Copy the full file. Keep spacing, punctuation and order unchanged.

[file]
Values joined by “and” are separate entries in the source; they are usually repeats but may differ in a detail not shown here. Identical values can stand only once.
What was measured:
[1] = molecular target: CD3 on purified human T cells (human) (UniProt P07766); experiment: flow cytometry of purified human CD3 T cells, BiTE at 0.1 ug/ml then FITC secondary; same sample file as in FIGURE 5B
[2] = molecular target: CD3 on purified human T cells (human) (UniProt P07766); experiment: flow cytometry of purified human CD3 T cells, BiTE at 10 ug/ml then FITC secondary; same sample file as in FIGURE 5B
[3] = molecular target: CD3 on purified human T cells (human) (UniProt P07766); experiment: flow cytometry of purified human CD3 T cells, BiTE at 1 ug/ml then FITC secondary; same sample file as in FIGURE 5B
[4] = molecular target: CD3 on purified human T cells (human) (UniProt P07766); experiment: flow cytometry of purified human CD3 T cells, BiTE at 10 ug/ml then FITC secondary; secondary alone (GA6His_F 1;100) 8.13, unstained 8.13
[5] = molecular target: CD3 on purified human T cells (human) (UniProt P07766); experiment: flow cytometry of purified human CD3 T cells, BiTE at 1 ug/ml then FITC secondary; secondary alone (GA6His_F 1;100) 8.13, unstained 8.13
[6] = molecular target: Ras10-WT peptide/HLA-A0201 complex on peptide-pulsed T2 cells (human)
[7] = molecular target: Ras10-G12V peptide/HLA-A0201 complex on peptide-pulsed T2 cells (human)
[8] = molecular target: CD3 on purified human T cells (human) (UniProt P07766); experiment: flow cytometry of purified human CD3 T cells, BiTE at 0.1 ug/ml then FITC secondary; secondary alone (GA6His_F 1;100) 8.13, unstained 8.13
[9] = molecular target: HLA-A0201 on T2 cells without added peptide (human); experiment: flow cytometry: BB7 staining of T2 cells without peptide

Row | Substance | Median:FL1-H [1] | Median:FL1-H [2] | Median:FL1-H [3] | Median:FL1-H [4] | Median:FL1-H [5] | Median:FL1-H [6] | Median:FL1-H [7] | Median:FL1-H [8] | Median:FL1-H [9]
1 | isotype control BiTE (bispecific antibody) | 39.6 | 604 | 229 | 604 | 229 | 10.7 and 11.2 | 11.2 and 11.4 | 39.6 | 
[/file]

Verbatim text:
Values joined by “and” are separate entries in the source; they are usually repeats but may differ in a detail not shown here. Identical values can stand only once.
What was measured:
[1] = molecular target: CD3 on purified human T cells (human) (UniProt P07766); experiment: flow cytometry of purified human CD3 T cells, BiTE at 0.1 ug/ml then FITC secondary; same sample file as in FIGURE 5B
[2] = molecular target: CD3 on purified human T cells (human) (UniProt P07766); experiment: flow cytometry of purified human CD3 T cells, BiTE at 10 ug/ml then FITC secondary; same sample file as in FIGURE 5B
[3] = molecular target: CD3 on purified human T cells (human) (UniProt P07766); experiment: flow cytometry of purified human CD3 T cells, BiTE at 1 ug/ml then FITC secondary; same sample file as in FIGURE 5B
[4] = molecular target: CD3 on purified human T cells (human) (UniProt P07766); experiment: flow cytometry of purified human CD3 T cells, BiTE at 10 ug/ml then FITC secondary; secondary alone (GA6His_F 1;100) 8.13, unstained 8.13
[5] = molecular target: CD3 on purified human T cells (human) (UniProt P07766); experiment: flow cytometry of purified human CD3 T cells, BiTE at 1 ug/ml then FITC secondary; secondary alone (GA6His_F 1;100) 8.13, unstained 8.13
[6] = molecular target: Ras10-WT peptide/HLA-A0201 complex on peptide-pulsed T2 cells (human)
[7] = molecular target: Ras10-G12V peptide/HLA-A0201 complex on peptide-pulsed T2 cells (human)
[8] = molecular target: CD3 on purified human T cells (human) (UniProt P07766); experiment: flow cytometry of purified human CD3 T cells, BiTE at 0.1 ug/ml then FITC secondary; secondary alone (GA6His_F 1;100) 8.13, unstained 8.13
[9] = molecular target: HLA-A0201 on T2 cells without added peptide (human); experiment: flow cytometry: BB7 staining of T2 cells without peptide

Row | Substance | Median:FL1-H [1] | Median:FL1-H [2] | Median:FL1-H [3] | Median:FL1-H [4] | Median:FL1-H [5] | Median:FL1-H [6] | Median:FL1-H [7] | Median:FL1-H [8] | Median:FL1-H [9]
1 | isotype control BiTE (bispecific antibody) | 39.6 | 604 | 229 | 604 | 229 | 10.7 and 11.2 | 11.2 and 11.4 | 39.6 | 